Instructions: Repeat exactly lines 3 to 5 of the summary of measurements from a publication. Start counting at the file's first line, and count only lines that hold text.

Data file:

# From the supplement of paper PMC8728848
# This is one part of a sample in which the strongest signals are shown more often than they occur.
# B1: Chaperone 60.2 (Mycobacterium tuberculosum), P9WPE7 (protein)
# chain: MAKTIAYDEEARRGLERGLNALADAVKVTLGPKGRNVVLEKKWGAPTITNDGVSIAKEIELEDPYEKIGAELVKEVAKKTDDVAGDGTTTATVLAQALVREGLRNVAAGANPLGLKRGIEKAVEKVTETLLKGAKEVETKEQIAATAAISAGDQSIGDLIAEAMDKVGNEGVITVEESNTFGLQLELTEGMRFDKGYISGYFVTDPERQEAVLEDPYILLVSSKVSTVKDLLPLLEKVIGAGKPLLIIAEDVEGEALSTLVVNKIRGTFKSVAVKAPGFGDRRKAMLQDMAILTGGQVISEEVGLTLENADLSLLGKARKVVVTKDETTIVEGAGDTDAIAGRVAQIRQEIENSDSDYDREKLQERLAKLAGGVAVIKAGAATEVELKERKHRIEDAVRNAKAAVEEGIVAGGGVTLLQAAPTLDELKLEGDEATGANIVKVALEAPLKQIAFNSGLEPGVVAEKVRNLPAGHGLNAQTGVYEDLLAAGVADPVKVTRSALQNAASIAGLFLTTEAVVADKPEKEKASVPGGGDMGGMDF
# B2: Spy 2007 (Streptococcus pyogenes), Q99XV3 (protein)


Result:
# B1: Chaperone 60.2 (Mycobacterium tuberculosum), P9WPE7 (protein)
# chain: MAKTIAYDEEARRGLERGLNALADAVKVTLGPKGRNVVLEKKWGAPTITNDGVSIAKEIELEDPYEKIGAELVKEVAKKTDDVAGDGTTTATVLAQALVREGLRNVAAGANPLGLKRGIEKAVEKVTETLLKGAKEVETKEQIAATAAISAGDQSIGDLIAEAMDKVGNEGVITVEESNTFGLQLELTEGMRFDKGYISGYFVTDPERQEAVLEDPYILLVSSKVSTVKDLLPLLEKVIGAGKPLLIIAEDVEGEALSTLVVNKIRGTFKSVAVKAPGFGDRRKAMLQDMAILTGGQVISEEVGLTLENADLSLLGKARKVVVTKDETTIVEGAGDTDAIAGRVAQIRQEIENSDSDYDREKLQERLAKLAGGVAVIKAGAATEVELKERKHRIEDAVRNAKAAVEEGIVAGGGVTLLQAAPTLDELKLEGDEATGANIVKVALEAPLKQIAFNSGLEPGVVAEKVRNLPAGHGLNAQTGVYEDLLAAGVADPVKVTRSALQNAASIAGLFLTTEAVVADKPEKEKASVPGGGDMGGMDF
# B2: Spy 2007 (Streptococcus pyogenes), Q99XV3 (protein)